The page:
I have a linux box (Ubuntu 16.04) whose boot disk is partitioned using MBR. How can I convert it to GPT+UEFI?

3 Answers 3


Before starting, make sure you have a backup, and make sure to have a linux live boot ready to rescue your system. It's easy to mess this up!

  1. Use gdisk to convert the partition table to GPT.

    gdisk /dev/sda

  2. Create the "BIOS boot" partition that GRUB needs.

    n to create a new partition. Needs to be about 1MB. You can probably squeeze this in from sectors 34-2047. Use L or l to look up the code for "BIOS boot" (ef02).

  3. Write the new partition table.


  4. Reload the partition table.

    partprobe /dev/sda

  5. Re-install the GRUB boot loader using the new partition scheme.

    grub-install /dev/sda

    Optionally reboot to verify it's working. If you just need GPT and not UEFI, you can stop here.

  6. Use gdisk to add an "EFI System" partition (ESP). Officially should be 100-500MB, but mine only used 130kB. Can be anywhere on the disk, so consider putting it at the end if you're using non-resizable media like a physical disk.

    gdisk /dev/sda and use n to create the partition.

  7. Give the ESP a distinctive label without whitespace like EFI-system, because we'll reference the partition label in fstab.

    c to set the label.

  8. Write the partition table.


  9. Reload the partition table.

    partprobe /dev/sda

  10. Build the filesystem for the ESP.

    mkfs -t vfat -v /dev/disk/by-partlabel/EFI-system

  11. Create the ESP mount point.

    mkdir /boot/efi

  12. Add the ESP to /etc/fstab. It should look like this:

    /dev/disk/by-partlabel/EFI-system /boot/efi vfat defaults 0 2

  13. Mount the ESP.

    mount /boot/efi

  14. Install EFI package on Ubuntu/Debian.

    apt install grub-efi-amd64

  15. Install the GRUB EFI bootloader.

    grub-install --target=x86_64-efi /dev/sda

  16. Reboot.

  17. Change the BIOS from BIOS boot to UEFI boot.

  18. Use the one-time boot menu to force boot the disk. You may have to navigate to the disk (Boot from file) -> EFI -> ubuntu -> grubx64.efi.

  19. Re-install GRUB's EFI bootloader to update the UEFI boot selector.



  • 1
    The BIOS boot partition is only needed for doing legacy boot on a GPT partitioned disk. If you boot with UEFI, it is not needed and will not be used. Apr 16, 2019 at 1:40
  • You may also have to change your firmware settings to support UEFI booting.
    – fpmurphy
    Apr 26, 2019 at 19:40
  • 8
    It should be noted that maybe you should install grub-efi-amd64 package before you get started with this, otherwise you can end up in all sorts of tinkering with chroot in order to be able to install grub and boot (like I ended up)
    – jsaddwater
    Jan 23, 2020 at 20:00
  • Have a look at How to initialize new disk for UEFI/GPT? for additional hints. Do not apply its hybrid guide, though, since you will delete the existing partitions as soon as you go to geparted, choose "Device" --> GPT. That is why this gdisk is needed. Still the link might generally help understand what is going on between the lines. Dec 22, 2020 at 11:19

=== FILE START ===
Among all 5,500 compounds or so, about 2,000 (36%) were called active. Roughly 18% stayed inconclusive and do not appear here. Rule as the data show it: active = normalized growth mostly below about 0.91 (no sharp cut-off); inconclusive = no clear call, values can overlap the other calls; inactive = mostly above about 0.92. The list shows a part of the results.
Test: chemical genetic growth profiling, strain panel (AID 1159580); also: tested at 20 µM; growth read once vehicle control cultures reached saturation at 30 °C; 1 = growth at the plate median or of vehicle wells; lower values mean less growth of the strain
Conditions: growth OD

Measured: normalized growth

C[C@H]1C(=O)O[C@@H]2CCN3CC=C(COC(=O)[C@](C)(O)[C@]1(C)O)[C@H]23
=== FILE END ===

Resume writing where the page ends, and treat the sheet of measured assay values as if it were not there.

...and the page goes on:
I was converting my BIOS/MBR system HDD to UEFI/GPT without data loss

I booted in BIOS legacy mode with MBR boot disc.

As said, I shrunk last partition to create space for new EFI System partition with gParted and formatted it to FAT32.

Then with gdisk addded this new partition and converted MBR boot disc to GPT, without data loss (two root and one home partition):

Number  Start (sector)    End (sector)  Size       Code  Name
1            2048        40003583   19.1 GiB    8300  Linux filesystem
2       956772352       976771071   9.5 GiB     8200  Linux swap
3        40003584       893857099   407.1 GiB   8300  Linux filesystem
4       894054400       956465151   29.8 GiB    8300  Linux filesystem
5       956465152       956772351   150.0 MiB   EF00  EFI System

I mounted this Partition as (without any fstab modifications):

 sudo  mount /dev/sda5  /boot/efi

And then installed GRUB-EFI:

 sudo grub-install --target=x86_64-efi --efi-directory=/boot/efi /dev/sda

I Booted with Legacy BIOS and of course didn't have efivars, so got errors...

But after i rebooted my PC to change BOOT mode to UEFI Native, I was puzzled that my PC booted normally... GRUB UEFI, despite EFI variables error, was installed OK

I executed grub-install again and this time it went OK.

  • Ubuntu ships the expected boot entry configuration in /boot/efi/EFI/ubuntu/BOOTX64.CSV which is written to NVRAM by shim's fallback if it's missing, so this is expected behaviour.
    – YtvwlD
    Mar 23, 2021 at 17:13

Sorry first of all, have not been here for some time and I can only "answer"? I want to ask a further question on the same topic. I am currently trying to convert everything to GPT/EUFI so I can use secure boot, so that I can upgrade my WIndows 10 to 11 finally (got new hardware). So, specifically, is there any order to convert first? Windows or Linux? I remember years ago when I installed this setup, I had to make sure to install Windows first. Also, what if they are on different drives? I have a setup with Ubuntu 22 and grub on sda, and Windows 10 on sdc (sdb is just an old storage drive) and everything is booting and running fine after my mobo/cpu/mem change but currently with secure boot disabled and legacy boot (csm or something it's called?) turned ON. I have this guide and one for Windows, but does it matter how or which order I do them? Thanks!

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